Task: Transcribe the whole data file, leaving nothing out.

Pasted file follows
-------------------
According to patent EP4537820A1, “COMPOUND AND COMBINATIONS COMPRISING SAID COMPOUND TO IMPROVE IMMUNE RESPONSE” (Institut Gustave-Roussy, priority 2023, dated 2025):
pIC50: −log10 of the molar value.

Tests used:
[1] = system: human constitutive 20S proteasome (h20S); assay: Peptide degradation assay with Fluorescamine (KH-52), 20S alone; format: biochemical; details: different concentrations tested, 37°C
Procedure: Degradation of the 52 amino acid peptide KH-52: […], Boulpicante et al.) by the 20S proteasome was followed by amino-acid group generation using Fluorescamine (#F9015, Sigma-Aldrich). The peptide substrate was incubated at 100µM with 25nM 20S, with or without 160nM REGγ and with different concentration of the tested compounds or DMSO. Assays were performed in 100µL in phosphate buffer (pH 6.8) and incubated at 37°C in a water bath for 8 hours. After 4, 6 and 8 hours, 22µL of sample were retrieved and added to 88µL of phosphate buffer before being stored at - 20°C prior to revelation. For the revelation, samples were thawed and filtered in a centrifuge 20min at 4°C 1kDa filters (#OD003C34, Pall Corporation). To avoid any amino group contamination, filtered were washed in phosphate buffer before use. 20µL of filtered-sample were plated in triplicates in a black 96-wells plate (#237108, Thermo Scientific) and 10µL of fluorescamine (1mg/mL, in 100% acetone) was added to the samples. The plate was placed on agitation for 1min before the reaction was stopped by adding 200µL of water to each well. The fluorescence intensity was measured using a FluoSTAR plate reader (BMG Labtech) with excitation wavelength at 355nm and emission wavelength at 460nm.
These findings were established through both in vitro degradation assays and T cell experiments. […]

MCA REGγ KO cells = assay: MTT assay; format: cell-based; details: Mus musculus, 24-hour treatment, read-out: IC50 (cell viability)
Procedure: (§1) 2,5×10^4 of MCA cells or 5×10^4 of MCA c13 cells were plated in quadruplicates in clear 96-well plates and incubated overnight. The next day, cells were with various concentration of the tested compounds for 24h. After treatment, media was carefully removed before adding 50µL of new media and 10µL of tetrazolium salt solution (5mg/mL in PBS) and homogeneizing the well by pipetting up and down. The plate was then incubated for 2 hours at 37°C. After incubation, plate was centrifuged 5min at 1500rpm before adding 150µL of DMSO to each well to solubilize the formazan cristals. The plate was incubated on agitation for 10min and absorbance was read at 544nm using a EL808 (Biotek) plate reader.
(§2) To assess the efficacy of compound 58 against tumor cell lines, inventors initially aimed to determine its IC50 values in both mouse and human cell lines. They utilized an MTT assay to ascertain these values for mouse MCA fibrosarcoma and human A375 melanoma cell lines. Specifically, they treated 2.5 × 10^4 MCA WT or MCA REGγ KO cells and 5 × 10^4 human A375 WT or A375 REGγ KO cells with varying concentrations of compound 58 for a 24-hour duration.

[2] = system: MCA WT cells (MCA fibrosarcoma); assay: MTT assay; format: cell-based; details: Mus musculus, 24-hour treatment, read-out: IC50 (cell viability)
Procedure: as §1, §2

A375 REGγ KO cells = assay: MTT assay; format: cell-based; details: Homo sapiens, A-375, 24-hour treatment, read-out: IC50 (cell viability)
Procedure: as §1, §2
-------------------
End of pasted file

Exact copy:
According to patent EP4537820A1, “COMPOUND AND COMBINATIONS COMPRISING SAID COMPOUND TO IMPROVE IMMUNE RESPONSE” (Institut Gustave-Roussy, priority 2023, dated 2025):
pIC50: −log10 of the molar value.

Tests used:
[1] = system: human constitutive 20S proteasome (h20S); assay: Peptide degradation assay with Fluorescamine (KH-52), 20S alone; format: biochemical; details: different concentrations tested, 37°C
Procedure: Degradation of the 52 amino acid peptide KH-52: […], Boulpicante et al.) by the 20S proteasome was followed by amino-acid group generation using Fluorescamine (#F9015, Sigma-Aldrich). The peptide substrate was incubated at 100µM with 25nM 20S, with or without 160nM REGγ and with different concentration of the tested compounds or DMSO. Assays were performed in 100µL in phosphate buffer (pH 6.8) and incubated at 37°C in a water bath for 8 hours. After 4, 6 and 8 hours, 22µL of sample were retrieved and added to 88µL of phosphate buffer before being stored at - 20°C prior to revelation. For the revelation, samples were thawed and filtered in a centrifuge 20min at 4°C 1kDa filters (#OD003C34, Pall Corporation). To avoid any amino group contamination, filtered were washed in phosphate buffer before use. 20µL of filtered-sample were plated in triplicates in a black 96-wells plate (#237108, Thermo Scientific) and 10µL of fluorescamine (1mg/mL, in 100% acetone) was added to the samples. The plate was placed on agitation for 1min before the reaction was stopped by adding 200µL of water to each well. The fluorescence intensity was measured using a FluoSTAR plate reader (BMG Labtech) with excitation wavelength at 355nm and emission wavelength at 460nm.
These findings were established through both in vitro degradation assays and T cell experiments. […]

MCA REGγ KO cells = assay: MTT assay; format: cell-based; details: Mus musculus, 24-hour treatment, read-out: IC50 (cell viability)
Procedure: (§1) 2,5×10^4 of MCA cells or 5×10^4 of MCA c13 cells were plated in quadruplicates in clear 96-well plates and incubated overnight. The next day, cells were with various concentration of the tested compounds for 24h. After treatment, media was carefully removed before adding 50µL of new media and 10µL of tetrazolium salt solution (5mg/mL in PBS) and homogeneizing the well by pipetting up and down. The plate was then incubated for 2 hours at 37°C. After incubation, plate was centrifuged 5min at 1500rpm before adding 150µL of DMSO to each well to solubilize the formazan cristals. The plate was incubated on agitation for 10min and absorbance was read at 544nm using a EL808 (Biotek) plate reader.
(§2) To assess the efficacy of compound 58 against tumor cell lines, inventors initially aimed to determine its IC50 values in both mouse and human cell lines. They utilized an MTT assay to ascertain these values for mouse MCA fibrosarcoma and human A375 melanoma cell lines. Specifically, they treated 2.5 × 10^4 MCA WT or MCA REGγ KO cells and 5 × 10^4 human A375 WT or A375 REGγ KO cells with varying concentrations of compound 58 for a 24-hour duration.

[2] = system: MCA WT cells (MCA fibrosarcoma); assay: MTT assay; format: cell-based; details: Mus musculus, 24-hour treatment, read-out: IC50 (cell viability)
Procedure: as §1, §2

A375 REGγ KO cells = assay: MTT assay; format: cell-based; details: Homo sapiens, A-375, 24-hour treatment, read-out: IC50 (cell viability)
Procedure: as §1, §2